The History of Wimbledon’s Centre Court Roof

In the prestigious South West London postcode area of SW19, one of world sport’s most prestigious arenas sits serenely away from the hustle and bustle of the busy capital.

The All England Lawn Tennis and Croquet Club, known simply as Wimbledon after the championships that are held there every year, is now a sprawling complex of 19 grass tennis courts (as well as a number of clay, acrylic and indoor courts), despite being founded as the All England Croquet Club in 1868.

Wimbledon Retractable Roof

As the venue slowly developed into the centre of the tennis world, with the grand slam era elevating its status across the globe, constant adaptations over the proceeding century were made to the courts and its surrounding facilities. From ensuring that only the finest perennial rye grass is used on the courts (from 2001 onwards) to the ongoing growth of the central ‘show courts’, the effort that goes into putting on the annual tournament is substantial.

However, one of the main thorns in the side of Wimbledon over the years has been something that its vast team of organisers and officials have no control over: the ever unreliable British weather.

This caused a number of issues for players, staff and fans alike, and often saw many frustrating delays, with some finals even having to be finished on the Monday following the traditional Sunday.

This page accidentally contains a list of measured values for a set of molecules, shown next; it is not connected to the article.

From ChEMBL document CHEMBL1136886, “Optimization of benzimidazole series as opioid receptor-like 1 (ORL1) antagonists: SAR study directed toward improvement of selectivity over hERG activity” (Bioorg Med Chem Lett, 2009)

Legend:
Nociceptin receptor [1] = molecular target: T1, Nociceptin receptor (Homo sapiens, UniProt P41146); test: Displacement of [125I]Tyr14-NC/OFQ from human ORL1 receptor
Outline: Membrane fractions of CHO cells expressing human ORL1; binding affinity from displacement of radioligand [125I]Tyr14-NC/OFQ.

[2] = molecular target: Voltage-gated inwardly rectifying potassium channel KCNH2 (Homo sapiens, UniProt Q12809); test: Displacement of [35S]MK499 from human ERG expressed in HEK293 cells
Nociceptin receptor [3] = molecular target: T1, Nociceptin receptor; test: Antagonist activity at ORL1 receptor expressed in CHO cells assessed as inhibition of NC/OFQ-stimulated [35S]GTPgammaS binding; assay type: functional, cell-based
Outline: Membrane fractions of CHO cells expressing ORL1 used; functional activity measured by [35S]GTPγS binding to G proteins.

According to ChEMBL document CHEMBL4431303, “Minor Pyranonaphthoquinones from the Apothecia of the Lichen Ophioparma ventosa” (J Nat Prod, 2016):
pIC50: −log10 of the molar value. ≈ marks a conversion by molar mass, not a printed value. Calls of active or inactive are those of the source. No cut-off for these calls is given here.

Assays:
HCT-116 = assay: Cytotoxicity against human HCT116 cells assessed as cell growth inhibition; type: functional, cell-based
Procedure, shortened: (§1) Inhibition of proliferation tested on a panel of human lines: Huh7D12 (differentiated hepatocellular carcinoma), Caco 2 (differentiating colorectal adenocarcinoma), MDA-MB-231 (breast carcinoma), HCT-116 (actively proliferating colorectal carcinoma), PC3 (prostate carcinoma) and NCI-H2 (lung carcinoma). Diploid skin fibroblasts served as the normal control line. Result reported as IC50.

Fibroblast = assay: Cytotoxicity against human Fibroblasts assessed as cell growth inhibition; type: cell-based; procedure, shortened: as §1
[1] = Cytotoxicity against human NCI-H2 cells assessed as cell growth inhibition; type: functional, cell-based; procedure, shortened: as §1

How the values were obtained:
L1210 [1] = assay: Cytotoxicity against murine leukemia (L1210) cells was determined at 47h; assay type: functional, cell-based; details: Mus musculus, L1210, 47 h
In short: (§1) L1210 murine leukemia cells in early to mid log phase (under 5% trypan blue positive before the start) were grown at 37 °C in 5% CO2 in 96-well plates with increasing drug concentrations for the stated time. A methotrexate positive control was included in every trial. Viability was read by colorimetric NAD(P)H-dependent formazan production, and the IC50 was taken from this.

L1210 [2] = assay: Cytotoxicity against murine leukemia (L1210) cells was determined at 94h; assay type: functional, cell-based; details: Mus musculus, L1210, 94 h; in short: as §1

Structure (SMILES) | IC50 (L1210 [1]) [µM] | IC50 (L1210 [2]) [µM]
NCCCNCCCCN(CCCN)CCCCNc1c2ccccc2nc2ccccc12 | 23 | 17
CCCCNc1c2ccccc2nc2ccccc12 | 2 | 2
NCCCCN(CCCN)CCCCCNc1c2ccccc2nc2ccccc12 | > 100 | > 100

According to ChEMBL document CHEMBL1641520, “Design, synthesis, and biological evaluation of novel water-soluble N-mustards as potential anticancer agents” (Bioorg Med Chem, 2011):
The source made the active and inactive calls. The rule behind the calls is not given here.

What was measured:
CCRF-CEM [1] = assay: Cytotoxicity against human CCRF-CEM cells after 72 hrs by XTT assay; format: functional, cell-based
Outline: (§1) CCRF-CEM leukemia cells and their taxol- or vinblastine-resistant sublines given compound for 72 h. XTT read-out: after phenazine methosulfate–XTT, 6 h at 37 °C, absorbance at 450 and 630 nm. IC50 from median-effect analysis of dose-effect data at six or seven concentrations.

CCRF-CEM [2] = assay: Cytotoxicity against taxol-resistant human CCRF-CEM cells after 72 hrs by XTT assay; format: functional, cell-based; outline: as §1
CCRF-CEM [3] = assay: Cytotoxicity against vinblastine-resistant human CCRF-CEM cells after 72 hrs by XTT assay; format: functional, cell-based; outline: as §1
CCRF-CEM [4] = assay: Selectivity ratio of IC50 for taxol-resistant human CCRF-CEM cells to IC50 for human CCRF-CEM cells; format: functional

The solution was to fit a retractable roof over the Centre Court – something that sporting arenas in other countries had long incorporated into their designs, particularly in America where roofs have been used since the mid-20th century. Work to build an additional roof over Wimbledon’s secondary court (No. 1 Court) is due to be completed by 2019.


The Solution to British Rain

The UK began to catch up with the opening of the new Wembley Stadium in 2007, complete with retractable covering, and the home of world tennis was finally given a roof over its head a couple of years later in 2009.

First used during a match between Dinara Safina and Amélie Mauresmo at that year’s tournament, the first time a full game was played underneath the roof was a thrilling 4th round match between Andy Murray and Stanislas Wawrinka, which allowed the game to go on until 22.38 at night.


Roofing Structure

The roof itself weighs in at a massive 1,000 tonnes, making opening and closing it a complex task. It’s impressive that only 8-10 minutes are required to cover the playing surface, with the concertina design stretching out 16 metres above the court.

Made from a type of durable and translucent fabric, the roof allows sufficient natural light to enter, although the advanced air management system that’s required to ensure that conditions are kept the same needs a further 20-30 minutes to do its job. During this time, the infamous Centre Court covers will need to be used, meaning this method of protection against the elements isn’t quite obsolete yet!

Although the amount of light that can make it through the roof is adequate enough to continue play, the specialised HD cameras that now cover high profile tennis tournaments require increased illumination levels, and additional lighting is incorporated within the roof structure itself.

Posted on 19 June 2014 in Wimbledon Roof.

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